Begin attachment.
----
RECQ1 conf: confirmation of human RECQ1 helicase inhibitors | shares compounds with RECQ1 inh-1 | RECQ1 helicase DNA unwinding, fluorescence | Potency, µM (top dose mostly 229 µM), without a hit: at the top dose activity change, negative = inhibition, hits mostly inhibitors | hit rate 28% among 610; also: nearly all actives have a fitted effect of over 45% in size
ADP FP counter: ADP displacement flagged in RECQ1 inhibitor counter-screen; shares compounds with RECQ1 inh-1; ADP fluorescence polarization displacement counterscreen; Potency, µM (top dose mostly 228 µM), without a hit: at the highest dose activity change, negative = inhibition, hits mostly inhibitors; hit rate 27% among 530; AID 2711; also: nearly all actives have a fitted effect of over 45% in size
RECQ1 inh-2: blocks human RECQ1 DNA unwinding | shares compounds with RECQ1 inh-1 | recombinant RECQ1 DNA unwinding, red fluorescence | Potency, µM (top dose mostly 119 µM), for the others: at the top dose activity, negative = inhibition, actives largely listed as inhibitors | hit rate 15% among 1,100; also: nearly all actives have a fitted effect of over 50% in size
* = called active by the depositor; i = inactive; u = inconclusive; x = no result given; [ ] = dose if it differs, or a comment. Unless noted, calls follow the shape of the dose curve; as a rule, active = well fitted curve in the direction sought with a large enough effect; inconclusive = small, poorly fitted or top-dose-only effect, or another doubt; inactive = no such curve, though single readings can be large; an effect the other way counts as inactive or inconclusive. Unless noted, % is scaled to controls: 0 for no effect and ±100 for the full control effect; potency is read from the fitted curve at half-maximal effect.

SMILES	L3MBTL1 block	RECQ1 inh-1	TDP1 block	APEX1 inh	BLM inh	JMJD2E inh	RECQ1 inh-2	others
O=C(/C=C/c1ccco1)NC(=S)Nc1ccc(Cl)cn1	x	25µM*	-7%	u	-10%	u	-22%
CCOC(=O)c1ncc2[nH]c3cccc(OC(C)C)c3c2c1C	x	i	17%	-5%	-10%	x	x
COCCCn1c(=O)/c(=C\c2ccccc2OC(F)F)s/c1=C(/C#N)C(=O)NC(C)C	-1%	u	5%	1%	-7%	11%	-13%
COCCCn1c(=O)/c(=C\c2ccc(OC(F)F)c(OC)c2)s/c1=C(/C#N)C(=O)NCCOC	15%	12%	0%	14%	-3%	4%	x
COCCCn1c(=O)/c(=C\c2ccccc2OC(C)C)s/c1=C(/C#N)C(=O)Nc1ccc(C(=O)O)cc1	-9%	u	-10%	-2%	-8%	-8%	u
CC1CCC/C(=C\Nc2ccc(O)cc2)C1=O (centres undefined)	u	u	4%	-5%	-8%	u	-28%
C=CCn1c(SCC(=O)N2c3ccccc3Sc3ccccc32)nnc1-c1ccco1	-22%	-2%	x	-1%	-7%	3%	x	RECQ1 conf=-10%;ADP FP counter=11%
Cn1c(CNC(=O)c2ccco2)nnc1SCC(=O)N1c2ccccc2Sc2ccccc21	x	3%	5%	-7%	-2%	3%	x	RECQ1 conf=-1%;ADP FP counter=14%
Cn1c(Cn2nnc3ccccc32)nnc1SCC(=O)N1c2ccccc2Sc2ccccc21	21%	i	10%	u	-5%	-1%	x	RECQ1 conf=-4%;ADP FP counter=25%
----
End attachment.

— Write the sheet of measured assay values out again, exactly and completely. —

RECQ1 conf: confirmation of human RECQ1 helicase inhibitors | shares compounds with RECQ1 inh-1 | RECQ1 helicase DNA unwinding, fluorescence | Potency, µM (top dose mostly 229 µM), without a hit: at the top dose activity change, negative = inhibition, hits mostly inhibitors | hit rate 28% among 610; also: nearly all actives have a fitted effect of over 45% in size
ADP FP counter: ADP displacement flagged in RECQ1 inhibitor counter-screen; shares compounds with RECQ1 inh-1; ADP fluorescence polarization displacement counterscreen; Potency, µM (top dose mostly 228 µM), without a hit: at the highest dose activity change, negative = inhibition, hits mostly inhibitors; hit rate 27% among 530; AID 2711; also: nearly all actives have a fitted effect of over 45% in size
RECQ1 inh-2: blocks human RECQ1 DNA unwinding | shares compounds with RECQ1 inh-1 | recombinant RECQ1 DNA unwinding, red fluorescence | Potency, µM (top dose mostly 119 µM), for the others: at the top dose activity, negative = inhibition, actives largely listed as inhibitors | hit rate 15% among 1,100; also: nearly all actives have a fitted effect of over 50% in size
* = called active by the depositor; i = inactive; u = inconclusive; x = no result given; [ ] = dose if it differs, or a comment. Unless noted, calls follow the shape of the dose curve; as a rule, active = well fitted curve in the direction sought with a large enough effect; inconclusive = small, poorly fitted or top-dose-only effect, or another doubt; inactive = no such curve, though single readings can be large; an effect the other way counts as inactive or inconclusive. Unless noted, % is scaled to controls: 0 for no effect and ±100 for the full control effect; potency is read from the fitted curve at half-maximal effect.

SMILES	L3MBTL1 block	RECQ1 inh-1	TDP1 block	APEX1 inh	BLM inh	JMJD2E inh	RECQ1 inh-2	others
O=C(/C=C/c1ccco1)NC(=S)Nc1ccc(Cl)cn1	x	25µM*	-7%	u	-10%	u	-22%
CCOC(=O)c1ncc2[nH]c3cccc(OC(C)C)c3c2c1C	x	i	17%	-5%	-10%	x	x
COCCCn1c(=O)/c(=C\c2ccccc2OC(F)F)s/c1=C(/C#N)C(=O)NC(C)C	-1%	u	5%	1%	-7%	11%	-13%
COCCCn1c(=O)/c(=C\c2ccc(OC(F)F)c(OC)c2)s/c1=C(/C#N)C(=O)NCCOC	15%	12%	0%	14%	-3%	4%	x
COCCCn1c(=O)/c(=C\c2ccccc2OC(C)C)s/c1=C(/C#N)C(=O)Nc1ccc(C(=O)O)cc1	-9%	u	-10%	-2%	-8%	-8%	u
CC1CCC/C(=C\Nc2ccc(O)cc2)C1=O (centres undefined)	u	u	4%	-5%	-8%	u	-28%
C=CCn1c(SCC(=O)N2c3ccccc3Sc3ccccc32)nnc1-c1ccco1	-22%	-2%	x	-1%	-7%	3%	x	RECQ1 conf=-10%;ADP FP counter=11%
Cn1c(CNC(=O)c2ccco2)nnc1SCC(=O)N1c2ccccc2Sc2ccccc21	x	3%	5%	-7%	-2%	3%	x	RECQ1 conf=-1%;ADP FP counter=14%
Cn1c(Cn2nnc3ccccc32)nnc1SCC(=O)N1c2ccccc2Sc2ccccc21	21%	i	10%	u	-5%	-1%	x	RECQ1 conf=-4%;ADP FP counter=25%